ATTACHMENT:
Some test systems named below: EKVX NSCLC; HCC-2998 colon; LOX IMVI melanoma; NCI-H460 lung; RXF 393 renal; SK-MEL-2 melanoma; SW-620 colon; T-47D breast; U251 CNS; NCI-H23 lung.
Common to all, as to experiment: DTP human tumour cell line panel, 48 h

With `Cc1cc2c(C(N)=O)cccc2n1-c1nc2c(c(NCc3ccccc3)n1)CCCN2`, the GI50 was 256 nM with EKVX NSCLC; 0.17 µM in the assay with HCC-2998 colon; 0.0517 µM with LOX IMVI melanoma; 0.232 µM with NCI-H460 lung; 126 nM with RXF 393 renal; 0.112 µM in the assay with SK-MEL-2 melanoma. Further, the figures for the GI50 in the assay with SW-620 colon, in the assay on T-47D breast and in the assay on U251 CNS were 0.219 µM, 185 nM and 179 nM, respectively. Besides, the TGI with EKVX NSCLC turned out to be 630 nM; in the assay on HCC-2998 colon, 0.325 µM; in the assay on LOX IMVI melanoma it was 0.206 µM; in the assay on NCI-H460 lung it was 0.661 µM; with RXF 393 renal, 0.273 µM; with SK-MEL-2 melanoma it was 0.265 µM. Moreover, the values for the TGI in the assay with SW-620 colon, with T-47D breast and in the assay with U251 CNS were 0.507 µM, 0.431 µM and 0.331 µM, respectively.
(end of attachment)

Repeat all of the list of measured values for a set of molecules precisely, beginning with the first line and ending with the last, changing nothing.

Some test systems named below: EKVX NSCLC; HCC-2998 colon; LOX IMVI melanoma; NCI-H460 lung; RXF 393 renal; SK-MEL-2 melanoma; SW-620 colon; T-47D breast; U251 CNS; NCI-H23 lung.
Common to all, as to experiment: DTP human tumour cell line panel, 48 h

With `Cc1cc2c(C(N)=O)cccc2n1-c1nc2c(c(NCc3ccccc3)n1)CCCN2`, the GI50 was 256 nM with EKVX NSCLC; 0.17 µM in the assay with HCC-2998 colon; 0.0517 µM with LOX IMVI melanoma; 0.232 µM with NCI-H460 lung; 126 nM with RXF 393 renal; 0.112 µM in the assay with SK-MEL-2 melanoma. Further, the figures for the GI50 in the assay with SW-620 colon, in the assay on T-47D breast and in the assay on U251 CNS were 0.219 µM, 185 nM and 179 nM, respectively. Besides, the TGI with EKVX NSCLC turned out to be 630 nM; in the assay on HCC-2998 colon, 0.325 µM; in the assay on LOX IMVI melanoma it was 0.206 µM; in the assay on NCI-H460 lung it was 0.661 µM; with RXF 393 renal, 0.273 µM; with SK-MEL-2 melanoma it was 0.265 µM. Moreover, the values for the TGI in the assay with SW-620 colon, with T-47D breast and in the assay with U251 CNS were 0.507 µM, 0.431 µM and 0.331 µM, respectively.